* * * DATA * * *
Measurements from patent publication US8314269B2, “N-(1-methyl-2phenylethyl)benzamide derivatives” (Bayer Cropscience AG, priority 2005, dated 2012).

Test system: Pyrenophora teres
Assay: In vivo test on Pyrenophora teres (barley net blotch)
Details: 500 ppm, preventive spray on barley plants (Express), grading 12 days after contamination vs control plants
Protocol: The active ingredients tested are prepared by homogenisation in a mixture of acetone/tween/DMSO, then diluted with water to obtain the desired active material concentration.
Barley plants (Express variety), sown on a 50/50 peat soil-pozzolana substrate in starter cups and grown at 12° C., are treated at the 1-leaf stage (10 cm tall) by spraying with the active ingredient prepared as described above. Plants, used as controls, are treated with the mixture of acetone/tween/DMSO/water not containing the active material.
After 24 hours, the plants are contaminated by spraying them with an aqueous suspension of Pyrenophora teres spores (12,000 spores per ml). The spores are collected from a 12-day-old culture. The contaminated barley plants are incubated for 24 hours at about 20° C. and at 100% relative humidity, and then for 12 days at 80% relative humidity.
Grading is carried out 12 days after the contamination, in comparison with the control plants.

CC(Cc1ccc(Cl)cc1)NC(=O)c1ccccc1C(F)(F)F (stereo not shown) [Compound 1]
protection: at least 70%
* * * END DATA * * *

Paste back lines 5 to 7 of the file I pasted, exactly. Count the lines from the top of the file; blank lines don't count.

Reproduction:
Protocol: The active ingredients tested are prepared by homogenisation in a mixture of acetone/tween/DMSO, then diluted with water to obtain the desired active material concentration.
Barley plants (Express variety), sown on a 50/50 peat soil-pozzolana substrate in starter cups and grown at 12° C., are treated at the 1-leaf stage (10 cm tall) by spraying with the active ingredient prepared as described above. Plants, used as controls, are treated with the mixture of acetone/tween/DMSO/water not containing the active material.
After 24 hours, the plants are contaminated by spraying them with an aqueous suspension of Pyrenophora teres spores (12,000 spores per ml). The spores are collected from a 12-day-old culture. The contaminated barley plants are incubated for 24 hours at about 20° C. and at 100% relative humidity, and then for 12 days at 80% relative humidity.